Online edition of India's National Newspaper
Wednesday, Jan 26, 2005

About Us
Contact Us
Metro Plus Chennai
Published on Mondays, Tuesdays, Wednesdays, Thursdays, Fridays & Saturdays

Features: Magazine | Literary Review | Life | Metro Plus | Open Page | Education Plus | Book Review | Business | SciTech | Entertainment | Young World | Property Plus | Quest | Folio |

Metro Plus    Bangalore    Chennai    Hyderabad   

Printer Friendly Page Send this Article to a Friend

Angst and the artist

A. C. Rajasekaran, whose approach to painting is formalist, focusses on still life objects



One of the works by A. C. Rajasekaran

THE STORY of art as it configures within a globalised world, assumes dimensions that can be read as complex, multidimensional, sophisticated, naive, humorous and wily or simply poetic and enchanting. Within this post-modern context where a work of art has assumed the aura of engaging itself as a cultural object waiting to be decodified, there are some artists who are cocooned and self-contained to be overwhelmed by their response to life that seemingly passes them by.

The artist in question is A. C. Rajasekaran, whose approach to painting is formalist, exploring through the medium of still life objects the elements of textures and colours. This is his first solo show in Chennai.

Working in the Research and Design Department of Weavers Service Centre, Chennai, and an alumnus of the Government College of Arts and Crafts, Rajasekaran seemingly has arrived with `Still Life' as his vocabulary. Staid and visually unchallenging, the still life objects in his paintings executed primarily in mixed media offer little interest. Having tried his hand at abstracts and feeling uncomfortable in handling space, he moved on to rendering figures and is now at ease with still life objects.

Minimalist

The objects that he has ventured to portray are minimal namely vases, flowers and fruits. His technique nevertheless displays maturity and years of experience. It is his technique that provides vital clues to the angst experienced by the artist, as he earnestly attempts to define the contours of his individual style. But, he has to metamorphose and dramatically transcend the mundane representation of his subject or imbue them with a deeper reality of particular significance if he intends to reach a certain level in his creative profession. Colours are his strength in the way he has melded, juxtaposed and abruptly contrasted them to create interesting intersections. The blues and oranges sing vibrantly and in harmony, reds and greens offer serenity with warmth, while the purples and blues evoke a sense of spirituality.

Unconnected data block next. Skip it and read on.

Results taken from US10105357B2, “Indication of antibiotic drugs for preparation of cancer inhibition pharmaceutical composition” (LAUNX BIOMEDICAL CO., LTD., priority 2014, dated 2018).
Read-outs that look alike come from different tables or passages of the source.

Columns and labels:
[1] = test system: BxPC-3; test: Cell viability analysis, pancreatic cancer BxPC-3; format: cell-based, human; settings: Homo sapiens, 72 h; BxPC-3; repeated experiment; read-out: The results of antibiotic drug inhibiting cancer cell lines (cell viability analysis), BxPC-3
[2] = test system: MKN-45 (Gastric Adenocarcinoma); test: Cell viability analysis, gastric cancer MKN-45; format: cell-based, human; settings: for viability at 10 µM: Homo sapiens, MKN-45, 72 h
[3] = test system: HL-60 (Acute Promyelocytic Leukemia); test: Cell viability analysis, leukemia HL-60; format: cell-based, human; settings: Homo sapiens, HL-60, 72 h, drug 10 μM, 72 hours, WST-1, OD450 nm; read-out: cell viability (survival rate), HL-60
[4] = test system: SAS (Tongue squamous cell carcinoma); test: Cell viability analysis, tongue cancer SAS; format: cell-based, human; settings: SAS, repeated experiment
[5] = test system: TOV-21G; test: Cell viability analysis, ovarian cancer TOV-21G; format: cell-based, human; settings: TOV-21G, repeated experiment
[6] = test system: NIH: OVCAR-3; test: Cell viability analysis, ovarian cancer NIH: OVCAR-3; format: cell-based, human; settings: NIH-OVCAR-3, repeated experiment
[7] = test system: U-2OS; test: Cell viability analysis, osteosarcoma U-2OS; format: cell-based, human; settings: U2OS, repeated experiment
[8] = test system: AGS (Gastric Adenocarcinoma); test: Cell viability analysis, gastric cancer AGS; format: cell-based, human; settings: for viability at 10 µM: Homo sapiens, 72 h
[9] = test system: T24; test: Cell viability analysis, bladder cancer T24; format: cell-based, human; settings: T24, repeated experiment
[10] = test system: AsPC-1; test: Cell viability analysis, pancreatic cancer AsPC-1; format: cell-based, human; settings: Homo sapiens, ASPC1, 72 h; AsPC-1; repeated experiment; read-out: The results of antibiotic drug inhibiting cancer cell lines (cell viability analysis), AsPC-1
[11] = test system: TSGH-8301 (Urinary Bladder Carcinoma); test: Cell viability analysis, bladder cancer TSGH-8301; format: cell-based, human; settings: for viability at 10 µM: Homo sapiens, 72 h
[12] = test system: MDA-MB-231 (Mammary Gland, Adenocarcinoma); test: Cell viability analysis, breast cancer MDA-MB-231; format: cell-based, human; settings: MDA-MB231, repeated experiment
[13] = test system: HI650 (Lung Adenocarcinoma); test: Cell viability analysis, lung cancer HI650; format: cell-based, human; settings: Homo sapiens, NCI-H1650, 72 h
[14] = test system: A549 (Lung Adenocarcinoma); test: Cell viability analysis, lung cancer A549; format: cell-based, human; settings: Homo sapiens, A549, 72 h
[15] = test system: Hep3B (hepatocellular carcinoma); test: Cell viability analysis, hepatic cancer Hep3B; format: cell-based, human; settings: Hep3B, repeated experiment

The coloured objects are adeptly controlled with tight and confident strokes. His paintings summarily evoke an expressionist feel mainly in their conscious distortions. Unfortunately they are not tethered with few powerful and select strokes. Still life as a genre within contemporary context holds out myriad possibilities of exploring varied dimensions. Among the numerous paintings that are largely focussed on still life, there are a few works delineating domestic animals and dynamic horses. These few paintings provide interesting visual breaks.

The show is on at Vinyasa Art Gallery, TTK Road, till January 30.

ASHRAFI S. BHAGAT

Printer friendly page  
Send this article to Friends by E-Mail

Metro Plus    Bangalore    Chennai    Hyderabad   

Features: Magazine | Literary Review | Life | Metro Plus | Open Page | Education Plus | Book Review | Business | SciTech | Entertainment | Young World | Property Plus | Quest | Folio |


The Hindu Group: Home | About Us | Copyright | Archives | Contacts | Subscription
Group Sites: The Hindu | Business Line | The Sportstar | Frontline | The Hindu eBooks | The Hindu Images | Home |

Comments to : thehindu@vsnl.com   Copyright 2005, The Hindu
Republication or redissemination of the contents of this screen are expressly prohibited without the written consent of The Hindu